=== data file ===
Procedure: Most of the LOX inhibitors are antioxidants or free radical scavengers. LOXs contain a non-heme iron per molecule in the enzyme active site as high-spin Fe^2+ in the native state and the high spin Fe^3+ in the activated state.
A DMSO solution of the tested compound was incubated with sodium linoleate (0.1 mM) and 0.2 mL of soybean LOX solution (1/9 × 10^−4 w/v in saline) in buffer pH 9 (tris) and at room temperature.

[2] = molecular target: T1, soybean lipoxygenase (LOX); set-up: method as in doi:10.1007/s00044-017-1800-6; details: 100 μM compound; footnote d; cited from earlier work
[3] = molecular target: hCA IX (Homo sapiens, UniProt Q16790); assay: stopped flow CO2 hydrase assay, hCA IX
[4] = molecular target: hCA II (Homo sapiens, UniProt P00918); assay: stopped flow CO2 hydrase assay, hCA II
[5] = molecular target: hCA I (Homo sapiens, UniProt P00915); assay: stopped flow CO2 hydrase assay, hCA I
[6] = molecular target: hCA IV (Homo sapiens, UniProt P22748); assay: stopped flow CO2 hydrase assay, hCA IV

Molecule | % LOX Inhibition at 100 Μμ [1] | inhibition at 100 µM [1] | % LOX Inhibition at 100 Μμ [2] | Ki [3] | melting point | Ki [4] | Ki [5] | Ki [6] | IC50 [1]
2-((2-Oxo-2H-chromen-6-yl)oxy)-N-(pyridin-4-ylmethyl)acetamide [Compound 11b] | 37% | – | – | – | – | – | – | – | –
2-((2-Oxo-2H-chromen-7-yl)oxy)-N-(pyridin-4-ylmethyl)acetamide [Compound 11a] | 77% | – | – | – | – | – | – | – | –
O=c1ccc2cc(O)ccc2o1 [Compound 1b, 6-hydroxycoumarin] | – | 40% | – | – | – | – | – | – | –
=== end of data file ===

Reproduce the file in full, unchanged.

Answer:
Procedure: Most of the LOX inhibitors are antioxidants or free radical scavengers. LOXs contain a non-heme iron per molecule in the enzyme active site as high-spin Fe^2+ in the native state and the high spin Fe^3+ in the activated state.
A DMSO solution of the tested compound was incubated with sodium linoleate (0.1 mM) and 0.2 mL of soybean LOX solution (1/9 × 10^−4 w/v in saline) in buffer pH 9 (tris) and at room temperature.

[2] = molecular target: T1, soybean lipoxygenase (LOX); set-up: method as in doi:10.1007/s00044-017-1800-6; details: 100 μM compound; footnote d; cited from earlier work
[3] = molecular target: hCA IX (Homo sapiens, UniProt Q16790); assay: stopped flow CO2 hydrase assay, hCA IX
[4] = molecular target: hCA II (Homo sapiens, UniProt P00918); assay: stopped flow CO2 hydrase assay, hCA II
[5] = molecular target: hCA I (Homo sapiens, UniProt P00915); assay: stopped flow CO2 hydrase assay, hCA I
[6] = molecular target: hCA IV (Homo sapiens, UniProt P22748); assay: stopped flow CO2 hydrase assay, hCA IV

Molecule | % LOX Inhibition at 100 Μμ [1] | inhibition at 100 µM [1] | % LOX Inhibition at 100 Μμ [2] | Ki [3] | melting point | Ki [4] | Ki [5] | Ki [6] | IC50 [1]
2-((2-Oxo-2H-chromen-6-yl)oxy)-N-(pyridin-4-ylmethyl)acetamide [Compound 11b] | 37% | – | – | – | – | – | – | – | –
2-((2-Oxo-2H-chromen-7-yl)oxy)-N-(pyridin-4-ylmethyl)acetamide [Compound 11a] | 77% | – | – | – | – | – | – | – | –
O=c1ccc2cc(O)ccc2o1 [Compound 1b, 6-hydroxycoumarin] | – | 40% | – | – | – | – | – | – | –